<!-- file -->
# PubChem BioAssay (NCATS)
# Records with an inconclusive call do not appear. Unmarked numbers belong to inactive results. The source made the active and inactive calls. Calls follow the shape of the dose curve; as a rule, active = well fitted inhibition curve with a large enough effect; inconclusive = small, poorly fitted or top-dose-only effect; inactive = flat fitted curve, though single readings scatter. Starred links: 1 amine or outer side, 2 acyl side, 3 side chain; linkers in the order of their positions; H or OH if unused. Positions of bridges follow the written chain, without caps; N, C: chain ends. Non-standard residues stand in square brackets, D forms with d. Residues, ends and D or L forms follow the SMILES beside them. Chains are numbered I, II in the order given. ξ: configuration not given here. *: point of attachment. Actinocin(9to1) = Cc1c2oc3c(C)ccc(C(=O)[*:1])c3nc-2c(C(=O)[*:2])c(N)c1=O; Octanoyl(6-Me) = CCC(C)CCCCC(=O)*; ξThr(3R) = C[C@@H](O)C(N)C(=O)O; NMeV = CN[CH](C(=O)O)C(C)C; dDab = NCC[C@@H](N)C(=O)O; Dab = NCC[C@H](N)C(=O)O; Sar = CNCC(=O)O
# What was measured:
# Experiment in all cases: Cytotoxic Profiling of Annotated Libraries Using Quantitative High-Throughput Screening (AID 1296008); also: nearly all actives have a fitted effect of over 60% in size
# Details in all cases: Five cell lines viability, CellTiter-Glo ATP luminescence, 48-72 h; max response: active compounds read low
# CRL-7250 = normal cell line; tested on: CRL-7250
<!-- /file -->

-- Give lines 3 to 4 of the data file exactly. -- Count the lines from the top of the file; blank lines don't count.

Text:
# What was measured:
# Experiment in all cases: Cytotoxic Profiling of Annotated Libraries Using Quantitative High-Throughput Screening (AID 1296008); also: nearly all actives have a fitted effect of over 60% in size